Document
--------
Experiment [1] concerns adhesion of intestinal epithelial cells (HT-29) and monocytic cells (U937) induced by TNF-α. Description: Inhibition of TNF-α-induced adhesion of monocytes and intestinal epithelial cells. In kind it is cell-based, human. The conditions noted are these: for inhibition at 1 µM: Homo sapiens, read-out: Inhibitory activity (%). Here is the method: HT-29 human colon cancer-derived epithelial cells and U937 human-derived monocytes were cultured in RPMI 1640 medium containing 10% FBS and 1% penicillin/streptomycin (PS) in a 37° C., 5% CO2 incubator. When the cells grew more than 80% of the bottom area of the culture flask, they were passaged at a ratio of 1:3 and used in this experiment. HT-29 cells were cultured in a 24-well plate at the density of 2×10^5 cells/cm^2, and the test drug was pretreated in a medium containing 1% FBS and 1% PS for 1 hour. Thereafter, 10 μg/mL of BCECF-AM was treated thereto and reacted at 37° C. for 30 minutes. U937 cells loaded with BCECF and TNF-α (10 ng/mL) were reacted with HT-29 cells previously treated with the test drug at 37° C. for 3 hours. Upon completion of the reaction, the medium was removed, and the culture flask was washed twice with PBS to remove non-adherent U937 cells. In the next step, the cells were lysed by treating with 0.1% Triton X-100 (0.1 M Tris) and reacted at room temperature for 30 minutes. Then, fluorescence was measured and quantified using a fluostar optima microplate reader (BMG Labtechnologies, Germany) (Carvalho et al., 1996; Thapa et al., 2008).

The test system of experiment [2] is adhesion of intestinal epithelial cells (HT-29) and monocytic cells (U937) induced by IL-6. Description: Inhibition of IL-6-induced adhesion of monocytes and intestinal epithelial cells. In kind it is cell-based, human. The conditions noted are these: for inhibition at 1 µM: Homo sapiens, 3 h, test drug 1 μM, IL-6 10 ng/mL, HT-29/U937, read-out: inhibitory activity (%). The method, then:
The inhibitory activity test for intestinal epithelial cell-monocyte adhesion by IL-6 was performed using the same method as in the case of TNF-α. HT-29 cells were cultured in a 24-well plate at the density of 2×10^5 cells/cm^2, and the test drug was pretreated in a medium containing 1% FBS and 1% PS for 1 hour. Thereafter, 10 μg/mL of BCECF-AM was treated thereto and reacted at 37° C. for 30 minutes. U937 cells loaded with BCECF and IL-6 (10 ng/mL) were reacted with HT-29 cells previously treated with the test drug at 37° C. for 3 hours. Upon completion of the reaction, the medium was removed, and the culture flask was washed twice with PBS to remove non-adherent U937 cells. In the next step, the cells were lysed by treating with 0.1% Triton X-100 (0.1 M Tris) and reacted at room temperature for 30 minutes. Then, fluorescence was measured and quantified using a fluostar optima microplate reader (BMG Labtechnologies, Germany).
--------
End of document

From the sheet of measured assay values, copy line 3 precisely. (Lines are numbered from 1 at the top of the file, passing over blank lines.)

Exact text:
The inhibitory activity test for intestinal epithelial cell-monocyte adhesion by IL-6 was performed using the same method as in the case of TNF-α. HT-29 cells were cultured in a 24-well plate at the density of 2×10^5 cells/cm^2, and the test drug was pretreated in a medium containing 1% FBS and 1% PS for 1 hour. Thereafter, 10 μg/mL of BCECF-AM was treated thereto and reacted at 37° C. for 30 minutes. U937 cells loaded with BCECF and IL-6 (10 ng/mL) were reacted with HT-29 cells previously treated with the test drug at 37° C. for 3 hours. Upon completion of the reaction, the medium was removed, and the culture flask was washed twice with PBS to remove non-adherent U937 cells. In the next step, the cells were lysed by treating with 0.1% Triton X-100 (0.1 M Tris) and reacted at room temperature for 30 minutes. Then, fluorescence was measured and quantified using a fluostar optima microplate reader (BMG Labtechnologies, Germany).